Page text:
28. The right of Internet pornographers to exist cannot be questioned because it is constitutionally protected by the Bill of Rights, but the use of handguns for self defense is not really protected by the Bill of Rights.
29. Free speech entitles one to own newspapers, transmitters, computers, and typewriters, but self-defense only justifies bare hands.
30. The ACLU is good because it uncompromisingly defends certain parts of the Constitution, and the NRA is bad, because it defends other parts of the Constitution.
31. Charlton Heston, a movie actor as president of the NRA is a cheap lunatic who should be ignored, but Michael Douglas, a movie actor as a representative of Handgun Control, Inc. is an ambassador for peace who is entitled to an audience at the UN arms control summit.
32. Police operate with backup within groups, which is why they need larger capacity pistol magazines than do "civilians" who must face criminals alone and therefore need less ammunition.
33. We should ban "Saturday Night Specials" and other inexpensive guns because it's not fair that poor people have access to guns too.
34. Police officers have some special Jedi-like mastery over hand guns that private citizens can never hope to obtain.
35. Private citizens don't need a gun for self-protection because the police are there to protect them even though the Supreme Court says the police are not responsible for their protection.
36. Citizens don't need to carry a gun for personal protection but police chiefs, who are desk-bound administrators who work in a building filled with cops, need a gun.
37. "Assault weapons" have no purpose other than to kill large numbers of people. The police need assault weapons. You do not.
38. When Microsoft pressures its distributors to give Microsoft preferential promotion, that's bad; but when the Federal government pressures cities to buy guns only from Smith & Wesson, that's good.
39. Trigger locks do not interfere with the ability to use a gun for defensive purposes, which is why you see police officers with one on their duty weapon.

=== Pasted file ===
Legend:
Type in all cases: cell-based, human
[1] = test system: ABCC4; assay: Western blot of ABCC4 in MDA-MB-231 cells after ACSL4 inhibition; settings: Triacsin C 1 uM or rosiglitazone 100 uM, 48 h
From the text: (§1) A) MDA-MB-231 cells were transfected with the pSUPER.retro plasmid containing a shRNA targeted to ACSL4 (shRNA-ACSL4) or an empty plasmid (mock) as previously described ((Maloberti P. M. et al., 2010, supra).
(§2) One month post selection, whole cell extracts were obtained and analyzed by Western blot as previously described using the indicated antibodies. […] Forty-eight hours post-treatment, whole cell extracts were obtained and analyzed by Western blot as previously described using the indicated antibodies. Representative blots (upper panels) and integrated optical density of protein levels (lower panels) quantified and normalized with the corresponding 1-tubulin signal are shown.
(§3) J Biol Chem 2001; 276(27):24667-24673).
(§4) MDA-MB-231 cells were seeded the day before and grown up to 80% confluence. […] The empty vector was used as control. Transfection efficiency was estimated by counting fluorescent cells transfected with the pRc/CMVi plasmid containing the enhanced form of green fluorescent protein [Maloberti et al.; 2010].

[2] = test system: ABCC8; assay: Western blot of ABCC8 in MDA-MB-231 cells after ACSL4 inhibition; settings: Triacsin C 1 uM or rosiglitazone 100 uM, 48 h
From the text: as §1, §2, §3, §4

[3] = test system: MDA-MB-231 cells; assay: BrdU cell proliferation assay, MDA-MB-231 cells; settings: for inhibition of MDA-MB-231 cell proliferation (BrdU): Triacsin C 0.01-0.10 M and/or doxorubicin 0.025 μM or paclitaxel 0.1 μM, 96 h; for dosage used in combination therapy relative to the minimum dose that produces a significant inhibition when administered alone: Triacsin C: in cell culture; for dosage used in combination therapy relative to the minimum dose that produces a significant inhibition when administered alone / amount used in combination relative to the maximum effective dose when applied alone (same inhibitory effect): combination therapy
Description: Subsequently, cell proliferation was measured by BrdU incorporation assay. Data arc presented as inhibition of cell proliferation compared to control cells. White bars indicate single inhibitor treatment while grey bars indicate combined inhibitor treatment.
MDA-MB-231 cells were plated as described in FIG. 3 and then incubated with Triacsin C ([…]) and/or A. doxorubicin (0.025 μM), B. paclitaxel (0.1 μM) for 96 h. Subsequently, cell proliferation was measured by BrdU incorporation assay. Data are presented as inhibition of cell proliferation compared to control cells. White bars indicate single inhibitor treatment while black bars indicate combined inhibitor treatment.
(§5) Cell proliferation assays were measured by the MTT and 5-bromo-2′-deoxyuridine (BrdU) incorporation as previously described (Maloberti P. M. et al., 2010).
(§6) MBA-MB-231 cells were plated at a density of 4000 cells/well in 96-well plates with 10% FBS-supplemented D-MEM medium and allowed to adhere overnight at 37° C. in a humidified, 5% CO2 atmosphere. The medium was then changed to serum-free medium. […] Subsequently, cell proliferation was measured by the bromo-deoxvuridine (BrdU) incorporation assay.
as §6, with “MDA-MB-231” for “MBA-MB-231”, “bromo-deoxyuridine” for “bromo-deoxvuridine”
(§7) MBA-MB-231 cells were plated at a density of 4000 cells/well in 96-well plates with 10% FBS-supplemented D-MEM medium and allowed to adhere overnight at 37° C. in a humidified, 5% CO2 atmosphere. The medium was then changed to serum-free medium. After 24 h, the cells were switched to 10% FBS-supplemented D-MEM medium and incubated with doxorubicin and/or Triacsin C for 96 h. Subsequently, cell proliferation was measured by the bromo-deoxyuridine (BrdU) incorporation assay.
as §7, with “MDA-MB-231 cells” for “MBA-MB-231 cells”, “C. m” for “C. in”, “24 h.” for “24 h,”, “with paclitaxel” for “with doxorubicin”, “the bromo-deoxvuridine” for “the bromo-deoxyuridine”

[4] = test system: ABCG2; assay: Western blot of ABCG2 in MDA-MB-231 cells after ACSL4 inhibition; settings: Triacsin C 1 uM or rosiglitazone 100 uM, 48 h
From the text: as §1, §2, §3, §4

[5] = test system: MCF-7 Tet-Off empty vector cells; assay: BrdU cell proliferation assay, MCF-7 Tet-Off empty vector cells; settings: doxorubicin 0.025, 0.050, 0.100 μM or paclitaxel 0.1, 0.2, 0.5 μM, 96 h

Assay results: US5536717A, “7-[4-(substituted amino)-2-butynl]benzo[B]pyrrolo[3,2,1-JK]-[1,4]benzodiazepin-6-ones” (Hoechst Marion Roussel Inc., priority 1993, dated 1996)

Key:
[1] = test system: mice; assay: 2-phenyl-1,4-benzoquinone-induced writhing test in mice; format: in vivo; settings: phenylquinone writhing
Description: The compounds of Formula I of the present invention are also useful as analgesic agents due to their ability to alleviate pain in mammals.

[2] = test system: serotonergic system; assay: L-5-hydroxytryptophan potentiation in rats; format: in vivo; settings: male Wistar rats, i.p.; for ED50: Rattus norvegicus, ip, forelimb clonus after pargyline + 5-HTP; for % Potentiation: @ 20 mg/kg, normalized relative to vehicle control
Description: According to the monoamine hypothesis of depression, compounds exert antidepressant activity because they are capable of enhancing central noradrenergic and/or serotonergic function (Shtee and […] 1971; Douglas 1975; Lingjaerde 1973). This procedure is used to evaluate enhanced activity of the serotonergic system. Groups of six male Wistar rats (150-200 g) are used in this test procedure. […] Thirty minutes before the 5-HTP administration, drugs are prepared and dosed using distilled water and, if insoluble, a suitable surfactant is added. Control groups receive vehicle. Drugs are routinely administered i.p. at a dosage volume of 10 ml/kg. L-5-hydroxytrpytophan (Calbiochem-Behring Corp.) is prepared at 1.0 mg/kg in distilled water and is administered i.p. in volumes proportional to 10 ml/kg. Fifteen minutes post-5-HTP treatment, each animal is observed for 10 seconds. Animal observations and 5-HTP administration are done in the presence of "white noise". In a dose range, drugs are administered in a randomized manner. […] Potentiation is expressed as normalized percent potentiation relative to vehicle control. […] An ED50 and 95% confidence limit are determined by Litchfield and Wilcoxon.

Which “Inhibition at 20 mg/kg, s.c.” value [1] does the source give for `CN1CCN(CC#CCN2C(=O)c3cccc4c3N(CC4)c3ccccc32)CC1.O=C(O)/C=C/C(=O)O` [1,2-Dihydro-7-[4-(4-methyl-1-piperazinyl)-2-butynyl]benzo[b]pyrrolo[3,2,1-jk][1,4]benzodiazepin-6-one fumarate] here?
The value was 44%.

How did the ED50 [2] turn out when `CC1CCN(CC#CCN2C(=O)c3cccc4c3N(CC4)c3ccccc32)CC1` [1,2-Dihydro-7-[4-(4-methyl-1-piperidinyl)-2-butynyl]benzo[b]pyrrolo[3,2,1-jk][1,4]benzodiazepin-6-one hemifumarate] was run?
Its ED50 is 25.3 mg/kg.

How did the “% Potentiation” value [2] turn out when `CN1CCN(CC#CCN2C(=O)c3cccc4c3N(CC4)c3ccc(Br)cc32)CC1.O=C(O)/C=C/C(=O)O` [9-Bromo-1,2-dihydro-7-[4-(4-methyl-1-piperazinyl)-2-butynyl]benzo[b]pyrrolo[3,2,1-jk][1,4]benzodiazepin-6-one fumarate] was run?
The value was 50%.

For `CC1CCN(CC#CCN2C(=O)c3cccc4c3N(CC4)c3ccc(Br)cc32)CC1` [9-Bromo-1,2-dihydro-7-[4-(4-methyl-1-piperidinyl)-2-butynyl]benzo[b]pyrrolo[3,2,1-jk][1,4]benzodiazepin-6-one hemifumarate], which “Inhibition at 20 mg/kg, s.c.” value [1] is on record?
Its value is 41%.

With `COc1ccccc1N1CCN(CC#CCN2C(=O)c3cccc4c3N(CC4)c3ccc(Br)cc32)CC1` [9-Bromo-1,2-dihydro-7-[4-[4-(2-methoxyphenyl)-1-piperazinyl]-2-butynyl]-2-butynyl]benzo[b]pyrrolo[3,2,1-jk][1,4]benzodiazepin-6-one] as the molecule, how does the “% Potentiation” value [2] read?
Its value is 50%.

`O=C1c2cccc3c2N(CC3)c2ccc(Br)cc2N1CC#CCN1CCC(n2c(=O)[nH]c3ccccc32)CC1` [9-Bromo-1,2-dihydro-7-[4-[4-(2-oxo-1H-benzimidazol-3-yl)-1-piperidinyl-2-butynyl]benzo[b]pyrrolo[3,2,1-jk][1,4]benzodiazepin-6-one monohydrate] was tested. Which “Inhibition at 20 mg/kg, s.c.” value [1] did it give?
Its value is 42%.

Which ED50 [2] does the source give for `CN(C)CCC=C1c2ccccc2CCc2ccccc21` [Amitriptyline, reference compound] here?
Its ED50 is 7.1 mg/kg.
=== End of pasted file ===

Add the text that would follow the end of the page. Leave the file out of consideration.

40. Handgun Control, Inc. says they want to "keep guns out of the wrong hands." Guess what? You have the wrong hands.
Monday, October 1, 2007
Would you rather be a Neoconservative or a Progressive? That is a trick question. The trick is in the fact that, although there may be differences between the rhetoric and short-term agendas of these groups, their long-term goals actually are the same. They may differ over how to fight a war in the Middle East but not over the right of the President to wage such a war empowered by the UN instead of Congress. They may differ over what kind of speech should be forbidden ("subversive" speech vs. "hate" speech, for example) but not over the right of the government to forbid it. They may differ over how fast to bankrupt the nation to provide benefits for its citizens but not over the assumption that providing benefits is what governments are supposed to do. They disagree over tactics, timing, and style, but not objectives. They fight for dominance within the New World Order, but they work together to build it. That is because both groups have embraced the underlying ideology of global collectivism.
The illusion of opposites has been a dominant part of the world's political landscape for over a century and it has been the primary reason for the advance of collectivism during that time. In the epic struggles of World War II, millions of patriotic citizens within the combatant nations passionately supported their leaders, believing they were defending against an evil empire. Russians fought for Communism; Germans fought for Nazism; Italians fought for Fascism. Yet, these were merely variants of the underlying ideology, called collectivism, that was common to them all.